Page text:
The presence of two bacterial diseases (i.e. canker and Huanglongbing, or greening), has created an interest in higher performing citrus grove designs and cultural systems. These improved citrus production systems are based on higher tree densities and drip fertigation to promote greater growth in the early years after planting. Increased tree planting density and size will improve early productivity and increase returns to offset potential losses from these diseases. A system of intensive irrigation and nutrient management (i.e. open hydroponics, a.k.a. Advanced Production Systems) should accomplish these goals and allow complete grove replacement as a result of tree loss from disease with time on a more profitable basis. Drip irrigation and fertilizer injection is currently used by a small percentage of vegetable growers and not used at all by sugarcane growers. Using drip fertigation practices similar to those being developed for citrus will conserve water and can potentially improve nutrient use efficiency compared with current seepage irrigation practices.
Weather and climate data are important for many management decisions that impact water and nutrient efficiency. Data from the Florida Automated Weather Network (FAWN) have been under-utilized due to the lack of integrated tools available to growers. The number, reliability and accuracy of tools and models available to growers as decision aids must be improved with time if greater strides in improving nutrient and water use efficiency are to be made. These decision aids will have to be robust, easily integrated into current management structures, and user friendly. Collection of weather data and other information for these decision aids must be seamless to the growers and nearly effortless.
The objective of the crop nutrient extension program is to promote the implementation of water quality-related BMPs by providing a framework of knowledge that allows growers to understand the benefits of BMPs to their economic status as well as the benefits to their surrounding environment. Using the logic model outlined in Table 1, stakeholders, overall needs, resources and products were identified. Gains in grower knowledge are built through the dissemination of pertinent research results on management techniques. To this end educational material and classroom instruction has been developed for growers throughout the state. Information has been instilled to citrus, vegetable, and sugarcane growers through demonstration projects, participation in grower meetings and workshops, and publication of BMP manuals, bulletins, trade magazine articles and EDIS publications. Thus, the goals of the crop nutrition extension program for citrus, vegetable and sugarcane growers are:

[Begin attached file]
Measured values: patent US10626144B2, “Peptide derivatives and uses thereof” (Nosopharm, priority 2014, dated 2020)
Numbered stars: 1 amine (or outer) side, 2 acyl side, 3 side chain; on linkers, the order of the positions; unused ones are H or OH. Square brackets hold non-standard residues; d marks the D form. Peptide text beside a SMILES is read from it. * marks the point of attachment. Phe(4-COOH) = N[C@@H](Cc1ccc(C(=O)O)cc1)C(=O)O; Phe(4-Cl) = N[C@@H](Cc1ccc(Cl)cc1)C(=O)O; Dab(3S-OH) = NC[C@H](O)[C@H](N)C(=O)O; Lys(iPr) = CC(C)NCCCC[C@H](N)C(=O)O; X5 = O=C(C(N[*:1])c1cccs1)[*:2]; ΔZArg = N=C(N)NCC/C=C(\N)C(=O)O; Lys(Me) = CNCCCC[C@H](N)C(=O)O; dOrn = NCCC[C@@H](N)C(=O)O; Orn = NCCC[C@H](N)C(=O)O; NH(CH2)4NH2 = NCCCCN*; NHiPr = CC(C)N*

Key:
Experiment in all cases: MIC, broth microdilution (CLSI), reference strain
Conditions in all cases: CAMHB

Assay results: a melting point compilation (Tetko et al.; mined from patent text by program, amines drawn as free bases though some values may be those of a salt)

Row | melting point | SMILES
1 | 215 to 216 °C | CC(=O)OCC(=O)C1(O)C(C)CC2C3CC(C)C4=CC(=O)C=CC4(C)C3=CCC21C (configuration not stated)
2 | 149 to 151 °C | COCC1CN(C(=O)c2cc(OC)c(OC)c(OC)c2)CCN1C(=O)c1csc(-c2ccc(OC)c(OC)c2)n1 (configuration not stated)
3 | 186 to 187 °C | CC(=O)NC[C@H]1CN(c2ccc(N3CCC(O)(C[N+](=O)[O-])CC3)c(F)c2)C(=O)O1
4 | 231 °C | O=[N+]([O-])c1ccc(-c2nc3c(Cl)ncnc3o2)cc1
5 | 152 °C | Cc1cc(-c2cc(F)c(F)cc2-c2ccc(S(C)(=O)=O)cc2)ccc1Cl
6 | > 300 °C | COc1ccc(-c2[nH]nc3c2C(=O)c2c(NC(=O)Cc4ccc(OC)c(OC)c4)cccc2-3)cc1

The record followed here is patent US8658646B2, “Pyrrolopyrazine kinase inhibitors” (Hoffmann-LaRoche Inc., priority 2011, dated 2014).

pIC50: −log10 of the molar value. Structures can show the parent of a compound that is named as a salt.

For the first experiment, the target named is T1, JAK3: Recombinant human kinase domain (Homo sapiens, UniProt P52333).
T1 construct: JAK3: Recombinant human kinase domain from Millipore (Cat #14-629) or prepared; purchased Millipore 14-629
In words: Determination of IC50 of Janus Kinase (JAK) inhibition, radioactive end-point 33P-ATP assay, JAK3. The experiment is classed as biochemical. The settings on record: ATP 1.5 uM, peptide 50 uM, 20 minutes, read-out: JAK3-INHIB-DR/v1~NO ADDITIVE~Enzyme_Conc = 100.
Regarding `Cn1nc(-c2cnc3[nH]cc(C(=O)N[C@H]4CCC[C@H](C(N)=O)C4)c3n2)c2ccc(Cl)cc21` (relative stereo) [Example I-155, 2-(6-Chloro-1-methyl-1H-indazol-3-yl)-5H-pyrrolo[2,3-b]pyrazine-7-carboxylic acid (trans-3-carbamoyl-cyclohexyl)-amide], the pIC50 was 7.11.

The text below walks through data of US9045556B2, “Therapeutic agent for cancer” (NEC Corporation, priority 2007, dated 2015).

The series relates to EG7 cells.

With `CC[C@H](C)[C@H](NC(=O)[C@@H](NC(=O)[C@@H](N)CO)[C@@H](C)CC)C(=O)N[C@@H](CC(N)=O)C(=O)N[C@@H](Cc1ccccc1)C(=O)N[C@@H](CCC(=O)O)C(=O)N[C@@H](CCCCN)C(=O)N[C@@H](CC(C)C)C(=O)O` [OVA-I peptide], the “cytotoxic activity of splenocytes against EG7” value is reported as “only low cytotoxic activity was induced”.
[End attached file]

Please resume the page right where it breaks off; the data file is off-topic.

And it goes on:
The irrigation management extension program has focus on improved crop nutrient accumulation and improved water use efficiency. Improved irrigation management can improve nutrient accumulation and reduce leaching of fertilizer nutrients to the environment. Low volume irrigation practices (e.g. microsprinkler and drip) conserve both water and energy through increased water use efficiency compared with seepage irrigation. The use of seepage irrigation (i.e. the elevation of the water table by seepage of water from perimeter and field ditches) requires large volumes of water and may lead to nutrient leaching. Currently, nearly all citrus utilizes microsprinkler irrigation, while most vegetable growers and all sugarcane production utilize seepage irrigation. Ongoing vegetable seepage and drip management research will lead to increased adoption of this irrigation practice in the future and greater extension efforts. The current extension program in irrigation management emphasizes practices to further improve water use efficiency in the citrus industry.